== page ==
Here in Central Kentucky, most of us don't have a dog in the Super Bowl fight. We have a few transplants here and there from Western Pennsylvania or Wisconsin, but by and large, most of us are just rooting for the team whose players we like...or whose attitude we like...or whose city we like...or whose colors we like.
I was in that boat last year when the Colts played the Saints. I love Peyton Manning, but I wanted New Orleans to win after all they'd been through in recent years. You can read my dithering here. In the end, I was thrilled for the Saints.
No dithering this year. I'm a Steelers' fan through and through. The third entry I ever posted on this blog was on Super Bowl Sunday two years ago. Here's to you, Pittsburgh!
You can click on the link, but I've gained enough new readers in the last two years that it's worth recapping here.
My fandom comes not from the team itself, but from a community.
A Neighborhood called Speers Hill
Bruce coached for the California University of PA Vulcans from 1993-1997. (You need to click on that link just to see Vulcan, god of the forge, hammering the big V...lol) This necessitated a move from Kentucky to southwestern Pennsylvania. We bought our first house together in a neighborhood overlooking the Monongahela River called Speers Hill.
Cal U was a losing program when Bruce was hired. If you've never lived with a professional coach, you don't know that losing programs require way more hours at the office than winning programs. Bruce often worked 18-20 hour days.
I was six hours from anyone I knew. It snowed 96 inches that first winter. I was alone 20 hours a day with a baby and a toddler. Yep...Bruce had moved me to hell and it had frozen over.
Sometimes, it really did feel like hell when young son was howling in my arms and eldest was running in circles around me repeating, "Mama, Mama, Mama, Mama" and there was no hope of relief. Bruce wasn't coming home for hours, and my own mama was eight hours away. I remember sitting in the floor crying, wondering what I had done to deserve my fate.
Then, I met Tim and Carrie who lived next door. And Billy and Sandy who lived down the street. And Shelley across the street. And Shelley's eccentric dad who lived down the street. (He had "sweet" and "sour" tattooed over his nipples during the Vietnam War. He had a pool, so he displayed his tats on a regular basis.)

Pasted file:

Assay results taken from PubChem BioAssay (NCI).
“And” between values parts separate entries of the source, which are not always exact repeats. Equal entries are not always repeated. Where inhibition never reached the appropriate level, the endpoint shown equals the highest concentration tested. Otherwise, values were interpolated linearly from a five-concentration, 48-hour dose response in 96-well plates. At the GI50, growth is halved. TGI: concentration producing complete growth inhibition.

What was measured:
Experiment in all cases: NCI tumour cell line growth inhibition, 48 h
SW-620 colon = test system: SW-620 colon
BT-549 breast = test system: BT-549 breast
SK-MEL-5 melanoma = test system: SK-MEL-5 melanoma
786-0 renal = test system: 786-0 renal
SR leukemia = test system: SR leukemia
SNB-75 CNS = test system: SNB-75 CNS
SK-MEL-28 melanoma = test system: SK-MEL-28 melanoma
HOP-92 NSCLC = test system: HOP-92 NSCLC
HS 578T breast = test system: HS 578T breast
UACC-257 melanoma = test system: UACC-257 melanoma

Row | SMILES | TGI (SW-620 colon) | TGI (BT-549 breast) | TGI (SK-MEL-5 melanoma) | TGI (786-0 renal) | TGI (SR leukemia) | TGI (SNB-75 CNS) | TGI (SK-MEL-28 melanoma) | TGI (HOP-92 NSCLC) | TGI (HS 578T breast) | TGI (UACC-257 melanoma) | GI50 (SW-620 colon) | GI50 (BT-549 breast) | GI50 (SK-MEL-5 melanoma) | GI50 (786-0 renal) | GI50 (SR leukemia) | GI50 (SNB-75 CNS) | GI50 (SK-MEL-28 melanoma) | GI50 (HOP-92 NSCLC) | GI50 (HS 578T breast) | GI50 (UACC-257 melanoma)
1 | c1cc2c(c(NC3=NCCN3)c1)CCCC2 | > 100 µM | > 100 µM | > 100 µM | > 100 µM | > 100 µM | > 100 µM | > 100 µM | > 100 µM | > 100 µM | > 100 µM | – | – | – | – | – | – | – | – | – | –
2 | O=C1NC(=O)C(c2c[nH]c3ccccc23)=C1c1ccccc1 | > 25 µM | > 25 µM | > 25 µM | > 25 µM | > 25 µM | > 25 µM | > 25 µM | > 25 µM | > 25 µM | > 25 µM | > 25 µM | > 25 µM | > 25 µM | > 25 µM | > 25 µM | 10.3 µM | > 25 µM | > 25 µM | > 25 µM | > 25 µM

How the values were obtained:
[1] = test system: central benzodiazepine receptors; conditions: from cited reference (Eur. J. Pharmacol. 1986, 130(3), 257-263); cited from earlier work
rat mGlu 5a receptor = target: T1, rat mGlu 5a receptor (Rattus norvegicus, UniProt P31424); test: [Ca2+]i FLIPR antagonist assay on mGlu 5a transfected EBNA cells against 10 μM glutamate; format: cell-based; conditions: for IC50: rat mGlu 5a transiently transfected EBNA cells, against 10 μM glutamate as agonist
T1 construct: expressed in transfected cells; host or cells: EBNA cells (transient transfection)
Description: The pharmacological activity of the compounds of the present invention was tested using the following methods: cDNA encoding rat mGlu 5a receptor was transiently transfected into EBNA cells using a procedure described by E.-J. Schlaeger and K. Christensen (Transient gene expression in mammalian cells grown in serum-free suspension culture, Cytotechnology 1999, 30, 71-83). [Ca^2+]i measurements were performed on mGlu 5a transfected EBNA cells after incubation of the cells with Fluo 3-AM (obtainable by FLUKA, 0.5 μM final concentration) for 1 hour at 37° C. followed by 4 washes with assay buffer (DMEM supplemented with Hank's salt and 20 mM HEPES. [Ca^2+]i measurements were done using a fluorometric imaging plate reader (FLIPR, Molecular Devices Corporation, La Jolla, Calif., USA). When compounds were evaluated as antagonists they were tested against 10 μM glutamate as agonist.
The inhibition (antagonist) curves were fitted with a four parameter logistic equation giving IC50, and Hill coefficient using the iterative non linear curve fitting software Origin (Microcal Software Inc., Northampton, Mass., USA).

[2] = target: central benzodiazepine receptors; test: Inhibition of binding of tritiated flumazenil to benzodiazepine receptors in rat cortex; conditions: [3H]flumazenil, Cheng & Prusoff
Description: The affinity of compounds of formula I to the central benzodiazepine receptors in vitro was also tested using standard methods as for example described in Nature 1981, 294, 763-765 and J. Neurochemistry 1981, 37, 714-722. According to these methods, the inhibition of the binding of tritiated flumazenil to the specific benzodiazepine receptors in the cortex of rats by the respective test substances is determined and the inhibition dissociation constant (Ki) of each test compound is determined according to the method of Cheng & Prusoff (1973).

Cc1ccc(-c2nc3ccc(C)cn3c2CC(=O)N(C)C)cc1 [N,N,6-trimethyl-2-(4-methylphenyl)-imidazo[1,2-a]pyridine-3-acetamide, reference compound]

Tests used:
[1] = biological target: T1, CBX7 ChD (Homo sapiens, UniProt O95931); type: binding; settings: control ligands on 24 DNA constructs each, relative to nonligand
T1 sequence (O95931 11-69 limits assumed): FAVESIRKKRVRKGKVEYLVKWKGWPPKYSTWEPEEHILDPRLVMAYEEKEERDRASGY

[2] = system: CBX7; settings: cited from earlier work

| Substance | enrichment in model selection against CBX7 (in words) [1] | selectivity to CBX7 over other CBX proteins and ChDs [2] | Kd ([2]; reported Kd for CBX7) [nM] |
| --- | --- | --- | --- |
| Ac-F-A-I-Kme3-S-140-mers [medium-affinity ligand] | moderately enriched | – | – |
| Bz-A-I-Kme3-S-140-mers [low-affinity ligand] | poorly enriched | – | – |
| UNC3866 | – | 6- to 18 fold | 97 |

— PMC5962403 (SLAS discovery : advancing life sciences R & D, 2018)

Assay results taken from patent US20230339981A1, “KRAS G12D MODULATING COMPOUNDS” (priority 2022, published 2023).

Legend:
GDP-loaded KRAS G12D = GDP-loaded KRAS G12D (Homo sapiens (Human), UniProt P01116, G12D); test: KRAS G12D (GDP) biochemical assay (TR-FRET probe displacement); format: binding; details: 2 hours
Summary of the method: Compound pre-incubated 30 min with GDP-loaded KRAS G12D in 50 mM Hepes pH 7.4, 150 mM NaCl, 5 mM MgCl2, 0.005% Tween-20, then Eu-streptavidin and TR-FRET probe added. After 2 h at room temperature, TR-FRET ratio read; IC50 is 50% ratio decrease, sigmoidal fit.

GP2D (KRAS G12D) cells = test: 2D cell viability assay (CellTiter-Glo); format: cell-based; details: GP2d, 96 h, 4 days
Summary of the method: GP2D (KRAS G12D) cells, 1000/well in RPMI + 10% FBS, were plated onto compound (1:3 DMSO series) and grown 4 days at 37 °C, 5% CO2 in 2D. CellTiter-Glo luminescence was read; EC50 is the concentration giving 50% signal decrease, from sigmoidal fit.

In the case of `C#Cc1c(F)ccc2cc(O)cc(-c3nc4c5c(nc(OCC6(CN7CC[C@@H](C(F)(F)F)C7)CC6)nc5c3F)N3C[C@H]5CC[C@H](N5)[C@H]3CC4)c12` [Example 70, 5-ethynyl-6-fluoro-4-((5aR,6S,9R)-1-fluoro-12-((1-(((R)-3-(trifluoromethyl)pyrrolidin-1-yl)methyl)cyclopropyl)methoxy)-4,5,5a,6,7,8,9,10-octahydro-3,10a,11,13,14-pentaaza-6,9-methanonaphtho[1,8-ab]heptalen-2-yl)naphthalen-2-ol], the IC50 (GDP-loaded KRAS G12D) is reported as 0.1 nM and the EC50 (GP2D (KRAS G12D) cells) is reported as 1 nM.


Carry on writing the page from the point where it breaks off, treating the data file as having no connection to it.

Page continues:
Suddenly, I wasn't alone anymore. Carrie's teenage daughters babysat when I needed a break. She and I worked in her garden. All the kids in the neighborhood, including mine, swam in her pool. I went back to school to get my teaching certificate, and Shelley gave me a break at the daycare she ran.
Billy and Sandy had Steeler-watching parties every single Sunday during football season. I went to the parties alone until the college season was over. The adults passed my youngest around and my eldest toddled after the older kids. I got to interact with grown-ups. When Bruce's season was over, he joined the party.
My social life revolved around the Pittsburgh Steelers.
Steeler (the correct pronunciation is actually "Stiller") fans are the most rabid fans I have ever had the pleasure of knowing. I'm sorry Kentucky basketball fans. Your devotion is but a pale imitation of theirs. I have seen furniture thrown off a deck when the Steelers lost. I have seen my neighbor mow down his wife's rose bushes in the middle of the night because he was in a fugue state over their Super Bowl loss (f'n Neil O'Donnell and his four f'n interceptions). I have seen guns fired into the night sky after wins.
My neighbors foamed at the mouth over their Steelers. And because I had grown to love and rely on my neighbors, I began foaming a little bit. The infamous night of f'n Neil O'Donnell's four f'n interceptions, I was screaming like a lunatic at the television right along with everyone else.
Tonight, I will be screaming like a lunatic in support of my Steelers. Bruce will call Tim and Billy to make man-noises in support of the black and yellow. My heart will be with my good friends in Speers Hill, and at the end of the day, it will be a fun Super Bowl because I care about the outcome.
Here's a little video enjoyment, made more even more awesome by the fact they start with DEFENSIVE highlights! Here we go, Stillers, here we go!